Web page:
Boag joins forces with experienced PR campaigners, cuts ribbon on new agency

  • Marketing
  • March 7, 2012
  • Ben Fahy
Boag joins forces with experienced PR campaigners, cuts ribbon on new agency

After a one-year stint as executive director at Ogilvy, former National Party president and PR recruiter Michelle Boag has kicked off her newest venture, a strategic communications company with Cedric Allan, a former national president of the Public Relations Institute of New Zealand, and Andrew Pirie, who worked as the strategic communications advisor for Auckland Airport and spent more than a decade overseas as the Asia Pacific head for global PR firm Weber Shandwick. 

Andrew Pirie

Cedric Allan

Allan has built a number of New Zealand’s largest PR consultancies, including Star PR, and has extensive experience in property, infrastructure and local government, as well as issues and reputation management (recently, he was the spokesman for Chinese company Shanghai Pengxin during the Crafar Farms saga). And Pirie has a strong background in financial communications and issues management. Boag says his Asian experience will also be beneficial as New Zealand’s business links with Asia continue to strengthen.

Boag says client demand for communications and lobbying skills is increasingly focused on "achieving specific outcomes aligned to strategic business initiatives" and she believes there is clear market demand for this type of operating model, where clients benefit from close interaction with the senior principals, as well as from the agency's collaboration with other consultants and specialists in the legal, financial, environmental, iwi and community engagement sectors.

“In a small country like New Zealand, it is essential to have a keen knowledge of the influences that impact on business and organisations—whether they be central or local government, media or public and interest groups," she says. "The extensive networks of the three principals of Boag Allan Pirie and their combined expertise of over a century in the public affairs and communications industry means we are well placed to assist companies and organisations with their critical business issues."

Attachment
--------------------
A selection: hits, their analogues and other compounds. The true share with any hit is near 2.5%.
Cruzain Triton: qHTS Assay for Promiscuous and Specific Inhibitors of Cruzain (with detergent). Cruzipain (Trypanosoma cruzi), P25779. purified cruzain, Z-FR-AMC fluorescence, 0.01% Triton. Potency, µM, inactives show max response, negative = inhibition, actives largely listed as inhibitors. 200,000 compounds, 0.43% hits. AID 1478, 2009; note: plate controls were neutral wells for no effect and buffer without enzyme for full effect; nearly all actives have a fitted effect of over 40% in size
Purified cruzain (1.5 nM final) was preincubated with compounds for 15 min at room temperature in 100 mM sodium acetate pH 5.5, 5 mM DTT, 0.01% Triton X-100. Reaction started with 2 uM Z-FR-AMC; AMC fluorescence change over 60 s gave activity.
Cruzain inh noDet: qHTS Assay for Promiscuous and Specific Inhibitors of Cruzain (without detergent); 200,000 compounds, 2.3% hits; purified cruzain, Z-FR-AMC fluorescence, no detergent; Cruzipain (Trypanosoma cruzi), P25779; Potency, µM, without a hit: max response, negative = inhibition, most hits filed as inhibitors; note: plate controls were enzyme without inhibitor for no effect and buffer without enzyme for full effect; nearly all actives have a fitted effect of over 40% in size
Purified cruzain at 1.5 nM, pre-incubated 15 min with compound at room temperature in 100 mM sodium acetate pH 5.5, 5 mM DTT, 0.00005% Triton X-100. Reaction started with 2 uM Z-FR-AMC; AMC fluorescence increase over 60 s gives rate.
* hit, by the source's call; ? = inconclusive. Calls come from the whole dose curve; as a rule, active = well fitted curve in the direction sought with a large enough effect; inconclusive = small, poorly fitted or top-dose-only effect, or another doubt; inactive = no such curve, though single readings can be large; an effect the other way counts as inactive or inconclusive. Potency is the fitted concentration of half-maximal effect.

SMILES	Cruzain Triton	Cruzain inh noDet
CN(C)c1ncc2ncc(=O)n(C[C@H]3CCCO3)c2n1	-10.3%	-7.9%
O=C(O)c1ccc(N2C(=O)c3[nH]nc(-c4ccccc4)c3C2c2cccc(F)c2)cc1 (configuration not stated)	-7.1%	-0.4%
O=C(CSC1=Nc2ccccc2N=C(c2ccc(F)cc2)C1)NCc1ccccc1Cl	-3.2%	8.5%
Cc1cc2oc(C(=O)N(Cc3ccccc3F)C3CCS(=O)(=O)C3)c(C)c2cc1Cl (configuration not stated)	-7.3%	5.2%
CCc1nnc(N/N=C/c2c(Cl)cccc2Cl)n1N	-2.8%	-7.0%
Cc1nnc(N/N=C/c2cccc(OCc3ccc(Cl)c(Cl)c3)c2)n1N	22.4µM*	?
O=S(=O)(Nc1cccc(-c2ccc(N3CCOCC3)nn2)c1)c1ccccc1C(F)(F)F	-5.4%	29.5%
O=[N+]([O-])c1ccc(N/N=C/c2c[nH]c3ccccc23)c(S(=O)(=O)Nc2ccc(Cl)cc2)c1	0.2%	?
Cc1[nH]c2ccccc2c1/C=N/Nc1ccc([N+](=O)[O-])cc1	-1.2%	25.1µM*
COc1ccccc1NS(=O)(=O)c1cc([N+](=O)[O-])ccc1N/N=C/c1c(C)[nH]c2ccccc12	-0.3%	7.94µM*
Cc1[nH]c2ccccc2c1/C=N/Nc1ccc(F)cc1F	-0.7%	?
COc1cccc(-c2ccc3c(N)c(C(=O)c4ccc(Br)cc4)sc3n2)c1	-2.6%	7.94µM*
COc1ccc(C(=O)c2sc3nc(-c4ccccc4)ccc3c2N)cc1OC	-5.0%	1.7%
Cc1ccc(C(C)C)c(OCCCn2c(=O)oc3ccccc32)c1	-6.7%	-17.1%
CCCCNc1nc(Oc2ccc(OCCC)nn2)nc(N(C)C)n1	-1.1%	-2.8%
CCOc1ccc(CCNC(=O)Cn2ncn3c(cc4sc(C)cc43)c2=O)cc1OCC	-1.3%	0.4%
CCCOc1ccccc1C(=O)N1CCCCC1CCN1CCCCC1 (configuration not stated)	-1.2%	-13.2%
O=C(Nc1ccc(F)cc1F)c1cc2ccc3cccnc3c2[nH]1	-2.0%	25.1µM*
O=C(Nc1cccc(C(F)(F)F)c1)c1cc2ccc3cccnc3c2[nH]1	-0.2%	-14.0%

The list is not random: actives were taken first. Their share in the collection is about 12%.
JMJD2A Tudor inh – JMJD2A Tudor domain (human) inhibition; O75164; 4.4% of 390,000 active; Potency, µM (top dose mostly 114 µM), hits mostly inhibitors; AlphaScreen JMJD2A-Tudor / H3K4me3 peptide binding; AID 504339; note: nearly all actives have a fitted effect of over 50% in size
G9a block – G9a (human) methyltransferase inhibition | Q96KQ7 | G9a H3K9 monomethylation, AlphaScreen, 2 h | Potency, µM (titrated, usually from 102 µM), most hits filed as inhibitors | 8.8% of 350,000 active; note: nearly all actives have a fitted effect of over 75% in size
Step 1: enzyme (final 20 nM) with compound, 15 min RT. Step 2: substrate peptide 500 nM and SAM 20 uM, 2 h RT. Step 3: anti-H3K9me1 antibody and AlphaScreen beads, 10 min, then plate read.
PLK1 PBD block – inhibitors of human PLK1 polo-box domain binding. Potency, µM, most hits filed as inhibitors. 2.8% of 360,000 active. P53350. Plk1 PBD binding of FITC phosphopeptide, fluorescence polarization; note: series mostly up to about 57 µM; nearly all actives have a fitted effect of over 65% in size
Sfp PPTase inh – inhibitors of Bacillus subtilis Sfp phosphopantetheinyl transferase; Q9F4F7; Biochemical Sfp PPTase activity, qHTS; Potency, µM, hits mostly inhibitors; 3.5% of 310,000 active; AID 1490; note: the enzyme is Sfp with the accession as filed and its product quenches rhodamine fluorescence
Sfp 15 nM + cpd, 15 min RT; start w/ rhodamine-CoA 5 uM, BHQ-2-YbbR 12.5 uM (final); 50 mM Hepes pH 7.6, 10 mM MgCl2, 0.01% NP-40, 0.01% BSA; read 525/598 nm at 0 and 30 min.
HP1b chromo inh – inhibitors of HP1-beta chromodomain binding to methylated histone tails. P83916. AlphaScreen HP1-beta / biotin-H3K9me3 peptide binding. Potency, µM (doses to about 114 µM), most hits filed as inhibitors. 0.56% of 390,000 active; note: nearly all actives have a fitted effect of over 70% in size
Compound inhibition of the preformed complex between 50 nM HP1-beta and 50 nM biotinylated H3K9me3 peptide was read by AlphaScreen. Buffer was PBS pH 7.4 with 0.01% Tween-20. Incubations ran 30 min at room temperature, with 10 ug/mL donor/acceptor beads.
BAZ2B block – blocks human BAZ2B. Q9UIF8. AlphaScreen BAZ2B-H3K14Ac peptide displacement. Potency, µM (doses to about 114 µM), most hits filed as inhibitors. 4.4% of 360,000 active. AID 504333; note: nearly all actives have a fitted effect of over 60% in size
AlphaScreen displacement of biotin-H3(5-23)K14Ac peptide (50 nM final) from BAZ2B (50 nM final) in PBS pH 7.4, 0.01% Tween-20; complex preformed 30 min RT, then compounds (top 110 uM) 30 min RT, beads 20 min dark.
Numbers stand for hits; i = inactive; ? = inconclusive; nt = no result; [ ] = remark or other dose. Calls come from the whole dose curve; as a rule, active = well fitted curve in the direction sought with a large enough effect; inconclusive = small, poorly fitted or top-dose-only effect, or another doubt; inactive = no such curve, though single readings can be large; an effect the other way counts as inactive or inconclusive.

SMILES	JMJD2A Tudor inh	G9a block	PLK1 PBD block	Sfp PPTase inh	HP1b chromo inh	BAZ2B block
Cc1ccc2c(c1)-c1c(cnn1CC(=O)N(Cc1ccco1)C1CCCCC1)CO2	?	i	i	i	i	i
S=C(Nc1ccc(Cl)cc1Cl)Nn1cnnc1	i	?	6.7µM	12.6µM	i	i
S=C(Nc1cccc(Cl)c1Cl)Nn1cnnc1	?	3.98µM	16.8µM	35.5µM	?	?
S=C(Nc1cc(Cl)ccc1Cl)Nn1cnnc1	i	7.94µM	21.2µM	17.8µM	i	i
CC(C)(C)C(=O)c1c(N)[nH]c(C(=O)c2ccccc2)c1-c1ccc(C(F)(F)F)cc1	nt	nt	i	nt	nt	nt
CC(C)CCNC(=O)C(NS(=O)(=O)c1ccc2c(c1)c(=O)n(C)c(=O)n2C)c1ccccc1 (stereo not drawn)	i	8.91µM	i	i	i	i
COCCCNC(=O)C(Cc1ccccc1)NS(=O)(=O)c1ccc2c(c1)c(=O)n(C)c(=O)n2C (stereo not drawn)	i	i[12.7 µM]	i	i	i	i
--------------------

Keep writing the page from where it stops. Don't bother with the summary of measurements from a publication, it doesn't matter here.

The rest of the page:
And so far, Boag says she's been very pleased with the response.

"People think it's a good business model," she says. "... Increasingly, people are looking for senior level advice, but the current business structures can't always provide that advice because usually those senior people are the business generators. And that business depends on them."

She says they certainly don't intend to build an agency ‘factory’, where more junior people need to be continually supplied with work. But she admits the consultancy model is a fine balancing act and there are plenty of examples of companies that start small, trumpet the access to senior staff, become successful and gradually turn into the things they were railing against.

"That [access to senior staff] is what we don't want to lose," she says.

Boag says the three principals have taken some clients with them into the new venture and they have picked up a few new ones after it became known they were setting up shop, but she says it isn't appropriate to name them.

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  • Q&A
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